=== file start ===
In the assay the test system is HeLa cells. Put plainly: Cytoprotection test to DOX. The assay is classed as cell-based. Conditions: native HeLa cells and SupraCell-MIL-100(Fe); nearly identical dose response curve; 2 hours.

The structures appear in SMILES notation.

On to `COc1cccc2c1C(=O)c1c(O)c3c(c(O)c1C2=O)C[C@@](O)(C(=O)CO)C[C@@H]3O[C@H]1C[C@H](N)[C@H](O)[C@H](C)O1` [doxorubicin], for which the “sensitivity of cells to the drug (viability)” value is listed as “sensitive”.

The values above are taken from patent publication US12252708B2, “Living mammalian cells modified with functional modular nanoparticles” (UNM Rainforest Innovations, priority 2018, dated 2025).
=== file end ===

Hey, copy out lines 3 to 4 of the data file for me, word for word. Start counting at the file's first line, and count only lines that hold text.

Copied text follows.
On to `COc1cccc2c1C(=O)c1c(O)c3c(c(O)c1C2=O)C[C@@](O)(C(=O)CO)C[C@@H]3O[C@H]1C[C@H](N)[C@H](O)[C@H](C)O1` [doxorubicin], for which the “sensitivity of cells to the drug (viability)” value is listed as “sensitive”.

The values above are taken from patent publication US12252708B2, “Living mammalian cells modified with functional modular nanoparticles” (UNM Rainforest Innovations, priority 2018, dated 2025).